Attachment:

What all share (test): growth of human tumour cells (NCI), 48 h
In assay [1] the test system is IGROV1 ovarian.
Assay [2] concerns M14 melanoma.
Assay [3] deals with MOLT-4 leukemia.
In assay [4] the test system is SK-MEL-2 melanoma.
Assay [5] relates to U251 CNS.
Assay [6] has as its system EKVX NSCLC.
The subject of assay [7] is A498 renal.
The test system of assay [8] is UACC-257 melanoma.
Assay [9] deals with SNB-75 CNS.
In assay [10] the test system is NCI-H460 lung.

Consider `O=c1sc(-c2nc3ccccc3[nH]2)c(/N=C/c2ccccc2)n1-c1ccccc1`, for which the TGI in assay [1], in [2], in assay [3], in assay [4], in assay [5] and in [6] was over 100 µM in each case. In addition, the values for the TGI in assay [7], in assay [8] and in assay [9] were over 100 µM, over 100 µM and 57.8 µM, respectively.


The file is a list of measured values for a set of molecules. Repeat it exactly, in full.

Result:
What all share (test): growth of human tumour cells (NCI), 48 h
In assay [1] the test system is IGROV1 ovarian.
Assay [2] concerns M14 melanoma.
Assay [3] deals with MOLT-4 leukemia.
In assay [4] the test system is SK-MEL-2 melanoma.
Assay [5] relates to U251 CNS.
Assay [6] has as its system EKVX NSCLC.
The subject of assay [7] is A498 renal.
The test system of assay [8] is UACC-257 melanoma.
Assay [9] deals with SNB-75 CNS.
In assay [10] the test system is NCI-H460 lung.

Consider `O=c1sc(-c2nc3ccccc3[nH]2)c(/N=C/c2ccccc2)n1-c1ccccc1`, for which the TGI in assay [1], in [2], in assay [3], in assay [4], in assay [5] and in [6] was over 100 µM in each case. In addition, the values for the TGI in assay [7], in assay [8] and in assay [9] were over 100 µM, over 100 µM and 57.8 µM, respectively.